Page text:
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Comics kill stigma, audiences die laughing

June 16, 2010
by Lindsay Barba, Associate Editor
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Stand Up for Mental Health delivers a “lethal and cost-effective” cure for mental illness

It’s been said that laughter is the best medicine. And with the therapeutic benefits of laughter ranging from enhanced immune system function to lower stress hormones and the release of natural pain-relieving endorphins, it’s hard to argue otherwise.

But can laughter lead to recovery from mental illness? David Granirer, founder and artistic director of Stand Up for Mental Health (SMH), would say “yes.” After all, he’s seen it firsthand.

In 2004, Granirer—a registered counselor, mental health consumer, and professional stand-up comic—was teaching a regular comedy clinic at Langara College in Vancouver. When his students pointed out how therapeutic his classes were, a lightbulb went off in his head: Comedy would be great therapy for his patients, too. From that, the SMH program was born.

“It’s a simple premise,” says Pat Bayes, executive director of SMH. “What starts out as rehabilitation and recovery becomes empowerment and enables students to go out and de-stigmatize, entertain, and educate audiences.”

SMH classes consist of 10 or so “students,” who gather once a week with Granirer to learn how to write and deliver jokes based upon their own mental health journeys. After studying the fundamentals of comedy and performance—including delivery, timing, and stage presence—for three months, students make their comedic debut—performing for the community.

SMH's Vancouver 2010 Comedy Debut Benefit, featuring the Class of 2010 (pictured here with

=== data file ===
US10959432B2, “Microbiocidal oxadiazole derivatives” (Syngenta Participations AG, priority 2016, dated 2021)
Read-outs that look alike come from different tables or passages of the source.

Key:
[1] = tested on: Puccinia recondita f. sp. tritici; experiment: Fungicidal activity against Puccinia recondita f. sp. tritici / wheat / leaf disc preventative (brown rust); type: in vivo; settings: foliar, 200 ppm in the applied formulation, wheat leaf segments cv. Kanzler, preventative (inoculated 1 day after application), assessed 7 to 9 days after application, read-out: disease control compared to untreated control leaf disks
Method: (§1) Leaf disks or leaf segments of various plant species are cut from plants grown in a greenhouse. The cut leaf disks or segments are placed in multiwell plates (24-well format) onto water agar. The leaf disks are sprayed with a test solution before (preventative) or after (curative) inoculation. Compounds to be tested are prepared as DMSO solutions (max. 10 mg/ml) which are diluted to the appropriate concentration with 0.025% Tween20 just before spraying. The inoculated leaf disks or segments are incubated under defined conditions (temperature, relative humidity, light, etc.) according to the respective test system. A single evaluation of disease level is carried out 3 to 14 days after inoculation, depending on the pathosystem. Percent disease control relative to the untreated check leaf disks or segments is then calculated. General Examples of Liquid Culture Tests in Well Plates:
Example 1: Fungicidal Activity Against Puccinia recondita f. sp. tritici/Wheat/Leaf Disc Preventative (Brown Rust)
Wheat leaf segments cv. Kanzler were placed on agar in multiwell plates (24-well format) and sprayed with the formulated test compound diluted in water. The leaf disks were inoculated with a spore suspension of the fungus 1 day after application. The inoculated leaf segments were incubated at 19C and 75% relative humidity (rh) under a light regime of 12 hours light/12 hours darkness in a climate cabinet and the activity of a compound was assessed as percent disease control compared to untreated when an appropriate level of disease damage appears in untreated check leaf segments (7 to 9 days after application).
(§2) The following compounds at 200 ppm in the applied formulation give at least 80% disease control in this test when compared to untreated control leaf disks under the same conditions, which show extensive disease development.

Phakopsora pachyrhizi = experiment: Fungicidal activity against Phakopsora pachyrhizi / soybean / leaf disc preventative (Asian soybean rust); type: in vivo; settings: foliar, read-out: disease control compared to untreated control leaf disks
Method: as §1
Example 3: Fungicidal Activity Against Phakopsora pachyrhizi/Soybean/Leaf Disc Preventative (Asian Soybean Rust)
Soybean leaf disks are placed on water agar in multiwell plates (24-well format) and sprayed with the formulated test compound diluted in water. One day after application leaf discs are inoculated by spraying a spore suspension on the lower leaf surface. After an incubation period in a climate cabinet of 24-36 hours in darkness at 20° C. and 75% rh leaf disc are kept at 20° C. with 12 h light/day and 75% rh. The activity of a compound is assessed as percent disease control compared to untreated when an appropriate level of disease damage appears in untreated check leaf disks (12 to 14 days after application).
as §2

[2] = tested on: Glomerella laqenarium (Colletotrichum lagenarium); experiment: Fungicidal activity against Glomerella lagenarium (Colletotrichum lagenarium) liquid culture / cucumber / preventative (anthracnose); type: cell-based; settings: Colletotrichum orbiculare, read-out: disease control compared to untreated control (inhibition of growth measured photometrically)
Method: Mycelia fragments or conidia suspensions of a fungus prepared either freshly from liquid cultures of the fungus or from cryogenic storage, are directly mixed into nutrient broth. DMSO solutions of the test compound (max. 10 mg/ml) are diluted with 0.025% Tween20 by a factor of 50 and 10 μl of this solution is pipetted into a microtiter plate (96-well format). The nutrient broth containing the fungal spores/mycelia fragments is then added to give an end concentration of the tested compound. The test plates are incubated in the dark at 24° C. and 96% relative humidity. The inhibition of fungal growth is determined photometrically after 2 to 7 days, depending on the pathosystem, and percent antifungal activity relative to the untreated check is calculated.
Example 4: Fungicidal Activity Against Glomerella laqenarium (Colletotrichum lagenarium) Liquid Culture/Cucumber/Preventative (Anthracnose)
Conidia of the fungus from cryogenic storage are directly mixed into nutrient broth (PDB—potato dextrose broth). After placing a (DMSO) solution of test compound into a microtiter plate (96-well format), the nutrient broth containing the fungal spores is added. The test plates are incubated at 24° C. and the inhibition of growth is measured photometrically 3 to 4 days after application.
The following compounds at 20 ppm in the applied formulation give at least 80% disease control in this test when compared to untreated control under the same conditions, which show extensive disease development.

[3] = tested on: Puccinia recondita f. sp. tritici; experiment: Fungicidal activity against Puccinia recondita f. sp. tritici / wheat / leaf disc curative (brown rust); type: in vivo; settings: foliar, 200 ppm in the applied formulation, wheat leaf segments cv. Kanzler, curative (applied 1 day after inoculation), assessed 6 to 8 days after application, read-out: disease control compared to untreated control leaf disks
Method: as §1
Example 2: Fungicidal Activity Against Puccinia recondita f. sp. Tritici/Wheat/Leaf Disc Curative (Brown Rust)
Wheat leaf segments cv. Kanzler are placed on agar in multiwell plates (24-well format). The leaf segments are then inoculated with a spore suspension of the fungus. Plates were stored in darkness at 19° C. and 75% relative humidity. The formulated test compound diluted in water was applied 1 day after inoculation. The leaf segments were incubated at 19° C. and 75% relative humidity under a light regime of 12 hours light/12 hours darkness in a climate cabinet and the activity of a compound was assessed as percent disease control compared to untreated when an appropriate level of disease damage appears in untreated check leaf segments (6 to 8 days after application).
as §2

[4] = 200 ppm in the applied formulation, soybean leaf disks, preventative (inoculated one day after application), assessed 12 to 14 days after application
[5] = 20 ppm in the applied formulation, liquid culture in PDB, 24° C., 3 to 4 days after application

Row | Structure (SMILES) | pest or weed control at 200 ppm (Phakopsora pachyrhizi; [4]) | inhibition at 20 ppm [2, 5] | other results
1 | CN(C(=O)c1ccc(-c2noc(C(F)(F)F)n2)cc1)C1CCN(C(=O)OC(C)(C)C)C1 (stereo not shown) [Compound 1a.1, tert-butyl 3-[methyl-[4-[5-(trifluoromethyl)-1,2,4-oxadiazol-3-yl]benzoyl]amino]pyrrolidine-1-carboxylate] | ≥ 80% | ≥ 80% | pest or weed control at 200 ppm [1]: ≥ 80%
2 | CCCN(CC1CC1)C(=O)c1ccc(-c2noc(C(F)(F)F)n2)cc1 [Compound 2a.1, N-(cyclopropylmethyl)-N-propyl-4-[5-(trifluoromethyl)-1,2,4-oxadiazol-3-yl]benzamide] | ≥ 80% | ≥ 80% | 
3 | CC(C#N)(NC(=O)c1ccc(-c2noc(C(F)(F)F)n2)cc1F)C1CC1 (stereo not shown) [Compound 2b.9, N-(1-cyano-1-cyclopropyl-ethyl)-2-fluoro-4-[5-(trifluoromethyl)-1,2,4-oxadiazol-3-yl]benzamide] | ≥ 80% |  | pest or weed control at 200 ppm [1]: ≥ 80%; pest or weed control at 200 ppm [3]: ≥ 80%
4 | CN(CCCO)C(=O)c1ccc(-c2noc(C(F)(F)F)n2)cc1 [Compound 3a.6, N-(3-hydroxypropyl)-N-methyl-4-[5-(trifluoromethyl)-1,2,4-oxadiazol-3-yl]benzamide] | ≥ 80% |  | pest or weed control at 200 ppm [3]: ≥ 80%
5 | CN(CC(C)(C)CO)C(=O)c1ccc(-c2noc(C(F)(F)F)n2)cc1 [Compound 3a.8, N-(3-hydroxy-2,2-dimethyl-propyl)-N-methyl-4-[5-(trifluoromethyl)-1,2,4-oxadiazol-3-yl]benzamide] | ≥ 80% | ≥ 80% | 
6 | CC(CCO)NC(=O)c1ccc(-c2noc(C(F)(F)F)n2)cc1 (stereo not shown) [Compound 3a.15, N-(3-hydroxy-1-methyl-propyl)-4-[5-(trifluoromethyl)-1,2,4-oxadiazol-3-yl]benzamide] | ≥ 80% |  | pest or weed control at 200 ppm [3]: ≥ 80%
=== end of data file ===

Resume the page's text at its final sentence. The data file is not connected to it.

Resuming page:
David Granirer, center), took place May 31 at the Stanley Industrial Alliance Stage.

Throughout the year-long program, students nurture, encourage, and challenge each other through the creative process. The graduation showcase marks the end of the program, but also a new beginning for the alumni comics, now armed with a fresh outlook on life. “It’s enabled them to go back into the world with a sense of purpose and an alternate way to deal with tough issues,” Bayes says. “A lot of our students have gone back to school, started new careers, or begun new relationships.”

Graduates may also stay on with the SMH program to mentor incoming comics, perform with new classes, and work on new material.

SMH has trained graduates across Canada and, because of its success, maintains a long waiting list of interested consumers. But the national attention hasn’t just attracted students to Granirer’s classes; it’s also attracted members of the community to SMH’s showcases.

“Most people would never want to come out and listen to a talk about mental illness by a doctor or a head of a mental health agency,” says Bayes “But our branding—‘Are you crazy about comedy?’—gets the general public interested. They come out for a great evening of comedy, but we also slip in the anti-stigma message.”

Because SMH’s comics come from every walk of life, ranging in age from 12 to 78, the program is constantly seeking out new and diverse populations in need of its anti-stigma message. Programs tailored to college students and members of the Canadian military, two groups gravely affected by stigma, are now underway. SMH is also working to develop programs geared toward those in prisons, as well as toward native peoples like the Inuit, whose suicide rate among youth is 10 times higher than the national average.

CBC's Passionate Eye documentary "Cracking Up" focuses on SMH.

“The stories and comedy that they share help break down stigma,” Bayes says. “We say that we’re ‘changing hearts and minds, one laugh at a time.’ Audience members see it’s OK to talk about mental illness and seek out help.” In the fall, SMH will expand to the U.S., bringing its comics to the Campus Day program at the University of Rochester’s School of Medicine. Other stops are being considered, including visits to Harvard, Yale, UCLA, and Dartmouth.